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What Is the Difference Between a Participle and a Gerund?

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  • Written By: Thomma Grindstaff
  • Edited By: Nancy Fann-Im
  • Last Modified Date: 28 August 2014
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Both a participle and a gerund are classified as verbals, which, in English grammar, are defined as verbs that operate in a sentence as if they were other parts of speech. The difference between these two verbals lies in their function in a sentence. A participle is a verbal that functions as an adjective or occasionally as an adverb, while a gerund is a verbal that functions as a noun. Participles can end in -ing, -ed, or -en, and gerunds end in -ing.

Verbals, as their designation suggests, originate from verbs. As such, they convey either states of being or states of action. Both a participle and a gerund might take the form of one word. A participle and a gerund might also take the form of phrases. Participles in phrases act as modifiers, while gerunds in phrases function as subjects, direct objects or objects of prepositions.

Present participles function in sentences as adjectives or adverbs, and they end in -ing. An example of a present participle occurring as a single word in a sentence is as follows: “The woman stroked the purring cat.” In this sentence, “purring,” the present participle, functions as an adjective and modifies the word “cat.” A present participle may also take the form of a phrase, as in this example: “The dog barking at the car was recaptured by its owner.” “Barking at the car” is a present participial phrase that modifies the word “dog.”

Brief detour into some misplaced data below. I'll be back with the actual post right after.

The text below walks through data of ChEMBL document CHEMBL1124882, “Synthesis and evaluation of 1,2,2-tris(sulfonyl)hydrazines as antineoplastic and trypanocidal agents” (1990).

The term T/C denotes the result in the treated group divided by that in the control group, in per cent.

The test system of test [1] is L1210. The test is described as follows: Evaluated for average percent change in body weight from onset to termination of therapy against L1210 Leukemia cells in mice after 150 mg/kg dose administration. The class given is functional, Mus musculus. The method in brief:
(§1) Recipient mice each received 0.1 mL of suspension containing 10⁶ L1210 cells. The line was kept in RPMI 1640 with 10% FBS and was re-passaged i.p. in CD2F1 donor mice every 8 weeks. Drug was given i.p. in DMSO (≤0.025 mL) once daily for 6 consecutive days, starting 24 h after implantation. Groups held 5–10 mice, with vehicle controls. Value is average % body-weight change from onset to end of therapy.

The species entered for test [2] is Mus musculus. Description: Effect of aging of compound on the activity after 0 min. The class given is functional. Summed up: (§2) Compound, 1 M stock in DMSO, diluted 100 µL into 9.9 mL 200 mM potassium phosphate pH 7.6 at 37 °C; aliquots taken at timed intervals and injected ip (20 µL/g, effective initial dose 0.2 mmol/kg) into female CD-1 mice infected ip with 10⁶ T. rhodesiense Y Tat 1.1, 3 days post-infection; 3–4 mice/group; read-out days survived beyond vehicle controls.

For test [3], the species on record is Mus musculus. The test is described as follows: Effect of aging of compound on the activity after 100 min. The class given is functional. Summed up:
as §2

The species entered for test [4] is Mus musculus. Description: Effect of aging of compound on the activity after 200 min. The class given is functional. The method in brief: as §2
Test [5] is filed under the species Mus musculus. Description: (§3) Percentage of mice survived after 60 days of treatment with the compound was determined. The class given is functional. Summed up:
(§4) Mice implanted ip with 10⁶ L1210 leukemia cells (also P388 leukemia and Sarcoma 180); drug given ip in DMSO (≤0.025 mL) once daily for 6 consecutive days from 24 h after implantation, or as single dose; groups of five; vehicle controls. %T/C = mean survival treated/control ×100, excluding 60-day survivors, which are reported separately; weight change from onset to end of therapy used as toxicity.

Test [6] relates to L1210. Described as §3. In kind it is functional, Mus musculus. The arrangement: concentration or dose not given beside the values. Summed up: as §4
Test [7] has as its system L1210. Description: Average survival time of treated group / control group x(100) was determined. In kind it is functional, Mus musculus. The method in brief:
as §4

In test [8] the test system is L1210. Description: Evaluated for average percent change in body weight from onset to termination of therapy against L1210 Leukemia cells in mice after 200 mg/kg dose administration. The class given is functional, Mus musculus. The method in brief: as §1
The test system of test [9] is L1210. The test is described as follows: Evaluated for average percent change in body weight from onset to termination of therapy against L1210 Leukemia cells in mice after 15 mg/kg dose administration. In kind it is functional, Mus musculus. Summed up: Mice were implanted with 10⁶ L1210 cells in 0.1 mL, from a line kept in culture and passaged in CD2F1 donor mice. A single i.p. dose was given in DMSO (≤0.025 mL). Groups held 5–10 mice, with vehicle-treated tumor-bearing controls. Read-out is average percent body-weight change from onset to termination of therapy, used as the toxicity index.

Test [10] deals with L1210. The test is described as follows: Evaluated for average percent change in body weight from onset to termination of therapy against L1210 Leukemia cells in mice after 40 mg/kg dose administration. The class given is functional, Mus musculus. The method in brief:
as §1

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Several endings, including -ing, -ed or -en, are possible for past participles. In the example “The burned meat sizzled in the pan,” the past participle is the single word “burned,” which functions as an adjective and modifies the word “meat.” When employed as a phrase, a past participle can manifest as follows: “Chosen from among many contestants, the beauty pageant winner was delighted.” Here, “chosen from among many contestants” is the past participial phrase, which functions as an adjective that modifies “beauty pageant winner.”

A participle and a gerund can both take the form of single words or phrases. As single words, gerunds can function either as subjects, direct objects or objects of prepositions. In the sentence “Hiking is his favorite outdoor sport,” the gerund “hiking” appears as the subject of the sentence. If the sentence reads “His favorite outdoor sport is hiking,” then the gerund “hiking” becomes the direct object. The gerund “hiking” is the object of a preposition when the sentence reads, “He will get in great shape by hiking.”

As phrases, gerunds can also function as subjects, direct objects or objects of prepositions. The gerund phrase “reading a good book” functions as the subject of the sentence “Reading a good book is one of life's greatest pleasures.” The same gerund phrase functions as the direct object when the sentence is “Life's greatest pleasure is reading a good book.” The gerund phrase “reading a good book” becomes the object of a preposition in the sentence “One can find inspiration by reading a good book.”

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